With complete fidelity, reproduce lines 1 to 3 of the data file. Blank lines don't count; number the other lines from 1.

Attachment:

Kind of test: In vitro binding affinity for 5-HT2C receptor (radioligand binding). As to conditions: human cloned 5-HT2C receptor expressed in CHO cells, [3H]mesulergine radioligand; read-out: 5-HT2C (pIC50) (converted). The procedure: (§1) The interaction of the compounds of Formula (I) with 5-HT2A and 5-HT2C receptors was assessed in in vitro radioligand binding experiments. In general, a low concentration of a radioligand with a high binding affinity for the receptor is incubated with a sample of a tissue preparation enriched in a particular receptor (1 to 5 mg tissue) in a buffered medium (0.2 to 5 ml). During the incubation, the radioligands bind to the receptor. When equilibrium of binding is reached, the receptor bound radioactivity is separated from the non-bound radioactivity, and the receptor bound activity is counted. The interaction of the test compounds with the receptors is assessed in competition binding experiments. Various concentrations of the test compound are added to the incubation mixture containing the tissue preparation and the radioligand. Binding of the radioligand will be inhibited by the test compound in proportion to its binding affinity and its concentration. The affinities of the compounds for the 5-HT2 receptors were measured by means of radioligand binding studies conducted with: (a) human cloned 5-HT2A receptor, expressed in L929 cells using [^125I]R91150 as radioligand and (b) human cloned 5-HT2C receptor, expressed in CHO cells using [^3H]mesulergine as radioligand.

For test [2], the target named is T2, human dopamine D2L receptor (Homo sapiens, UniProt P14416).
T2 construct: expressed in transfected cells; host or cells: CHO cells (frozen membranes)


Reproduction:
Kind of test: In vitro binding affinity for 5-HT2C receptor (radioligand binding). As to conditions: human cloned 5-HT2C receptor expressed in CHO cells, [3H]mesulergine radioligand; read-out: 5-HT2C (pIC50) (converted). The procedure: (§1) The interaction of the compounds of Formula (I) with 5-HT2A and 5-HT2C receptors was assessed in in vitro radioligand binding experiments. In general, a low concentration of a radioligand with a high binding affinity for the receptor is incubated with a sample of a tissue preparation enriched in a particular receptor (1 to 5 mg tissue) in a buffered medium (0.2 to 5 ml). During the incubation, the radioligands bind to the receptor. When equilibrium of binding is reached, the receptor bound radioactivity is separated from the non-bound radioactivity, and the receptor bound activity is counted. The interaction of the test compounds with the receptors is assessed in competition binding experiments. Various concentrations of the test compound are added to the incubation mixture containing the tissue preparation and the radioligand. Binding of the radioligand will be inhibited by the test compound in proportion to its binding affinity and its concentration. The affinities of the compounds for the 5-HT2 receptors were measured by means of radioligand binding studies conducted with: (a) human cloned 5-HT2A receptor, expressed in L929 cells using [^125I]R91150 as radioligand and (b) human cloned 5-HT2C receptor, expressed in CHO cells using [^3H]mesulergine as radioligand.

For test [2], the target named is T2, human dopamine D2L receptor (Homo sapiens, UniProt P14416).
T2 construct: expressed in transfected cells; host or cells: CHO cells (frozen membranes)